This week I want to take a look at Tim Linnet, founder of Linnett Corp, manufactuer of a sleep-aid product called RutaSleep. Tim and his father are both pharmacists, and for years they saw people come in asking for sleeping aids. “We’d recommend a product, but when we told them that it would be ineffective unless they stopped consuming caffeine they’d give us this blank stare. ‘I can’t do that,’ they’d say,” explains Tim.
Clearly there was a business opportunity here, if they could find the right product.
“After a bunch of research, trial and error, we found Rutaecarpine. It decreases caffeine levels and helps people sleep without giving up coffee, soda or tea. With that in hand, we started looking for investors.”
Before long, fund raising was taking up 80% of Tim’s time. They started with friends and family before moving up to some smaller angel investors. It took three years, but they eventually raised $750,000. It was enough to get the product out and selling in stores . . . and now that they have that social proof under their belts, they were just able to secure a $1.1 million financing deal with a private equity firm.
None of that would’ve been possible if they weren’t carefully qualifying their investors and targeting exactly the people who might be interested in their project.
“Weirdly enough, we found that it was much, much easier to land a big investment ($100k+) from someone who’s an expert in our field than it was to get a smaller investment from someone who didn’t understand what we were doing,” says Tim. “We’re both pharmacists, and there’s a fair amount of scientific know-how that you have to have if you want to understand our product. Fortunately that made qualifying investors easy—but we made a lot of mistakes and wasted a lot of time in the beginning.”
They did extensive research into the people who had already invested in similar products, finding investors who specialized in sleep aids and other over-the-counter medications. Then, instead of laying everything on them all at once, they’d present a short one-page pitch. The ones who were interested received more information, “dripped” bit-by-bit to hook them even further.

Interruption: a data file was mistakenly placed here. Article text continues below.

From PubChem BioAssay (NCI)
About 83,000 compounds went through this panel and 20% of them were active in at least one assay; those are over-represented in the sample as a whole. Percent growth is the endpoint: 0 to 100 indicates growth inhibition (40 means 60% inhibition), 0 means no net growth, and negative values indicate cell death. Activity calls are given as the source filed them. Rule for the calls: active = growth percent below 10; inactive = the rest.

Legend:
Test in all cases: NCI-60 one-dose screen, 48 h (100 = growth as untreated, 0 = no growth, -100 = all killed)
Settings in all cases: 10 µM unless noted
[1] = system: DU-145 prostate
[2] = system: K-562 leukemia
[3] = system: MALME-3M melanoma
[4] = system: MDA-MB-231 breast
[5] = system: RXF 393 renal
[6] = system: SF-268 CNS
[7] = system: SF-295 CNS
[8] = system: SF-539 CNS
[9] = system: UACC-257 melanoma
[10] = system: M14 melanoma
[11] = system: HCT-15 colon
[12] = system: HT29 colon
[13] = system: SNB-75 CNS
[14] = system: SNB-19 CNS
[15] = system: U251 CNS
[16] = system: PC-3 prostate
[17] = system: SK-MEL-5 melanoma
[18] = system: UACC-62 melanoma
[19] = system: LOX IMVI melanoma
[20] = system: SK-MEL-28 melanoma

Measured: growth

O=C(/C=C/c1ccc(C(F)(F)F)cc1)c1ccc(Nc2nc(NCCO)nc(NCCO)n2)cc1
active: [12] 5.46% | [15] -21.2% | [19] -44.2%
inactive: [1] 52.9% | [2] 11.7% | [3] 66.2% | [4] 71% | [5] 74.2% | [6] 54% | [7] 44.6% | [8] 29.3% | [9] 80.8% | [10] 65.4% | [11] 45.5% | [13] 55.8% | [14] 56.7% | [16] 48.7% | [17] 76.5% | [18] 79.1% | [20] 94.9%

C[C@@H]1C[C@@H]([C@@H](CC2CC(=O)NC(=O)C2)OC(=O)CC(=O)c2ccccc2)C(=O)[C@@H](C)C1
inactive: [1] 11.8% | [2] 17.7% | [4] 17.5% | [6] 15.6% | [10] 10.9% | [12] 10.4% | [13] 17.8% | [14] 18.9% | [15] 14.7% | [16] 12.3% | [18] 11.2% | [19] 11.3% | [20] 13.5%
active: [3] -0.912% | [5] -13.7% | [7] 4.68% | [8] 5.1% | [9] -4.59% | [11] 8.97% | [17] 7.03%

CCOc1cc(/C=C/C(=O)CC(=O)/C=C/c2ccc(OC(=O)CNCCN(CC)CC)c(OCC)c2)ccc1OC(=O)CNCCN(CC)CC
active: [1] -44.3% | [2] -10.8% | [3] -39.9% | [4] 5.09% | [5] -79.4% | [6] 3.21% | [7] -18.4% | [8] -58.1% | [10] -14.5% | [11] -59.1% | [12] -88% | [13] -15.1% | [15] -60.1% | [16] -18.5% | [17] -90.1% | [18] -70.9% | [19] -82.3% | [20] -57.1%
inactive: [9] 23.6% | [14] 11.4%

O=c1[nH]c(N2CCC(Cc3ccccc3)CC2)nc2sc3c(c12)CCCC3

(That’s another pet peeve of mine—give me just enough info to make me interested, and then I’ll ask for more. Too much all at once? No thanks.)
Not only did that strategy keep investors from suffering from information overload, but it pulled them into the project emotionally and allowed Tim to reach a much larger number of potential investors in the same amount of time (smart!). You could do a lot worse then emulating his campaign.
So remember—keep qualifying your investors! And with a little luck, you’ll find exactly who you’re looking for.
In the end, success depends on one basic quality in yourself: Commitment. How committed are you to making this work, to doing the emailing campaign, taking pictures, making that video, organizing the web site and project? How much work are you willing to put into the project?
You need to get the word out and that means doing everything that you can. Email, tweet, Facebook, send out press releases, write articles, get other people to help out with some of the work, look for groups online to tell, and find like-minded people that will follow you along.
This is the question at the heart of being an investor . . . and it’s a question that’s burned countless people over the centuries. Good decisions can be lucrative, but bad decisions are expensive.
You’ve got to have some way to sort the viable business opportunities from the chaff, and the easiest way to do so is to have standardized criteria. Here are the five most important qualities to look for in an entrepreneur when vetting potential small business investments:
Green Light Number 1: Passion
First and foremost—are they passionate about their product?
This is the deal breaker, and you’ll probably know within seconds to minutes of meeting an entrepreneur whether or not they really care about their product. Entrepreneurs who are just in it for the money are easy to spot; they tire of selling their idea quickly, they aren’t as active in hunting for opportunities, and they quit when things get hard.
Passionate entrepreneurs don’t give up. That’s the sort of person you want to trust your money with.
Green Light Number 2: Business Experience
Funding an entrepreneur’s first project is a risky proposition. Experienced entrepreneurs have experienced dozens of failures for every single one of their successes—there are some lessons you just can’t learn without trying and failing first.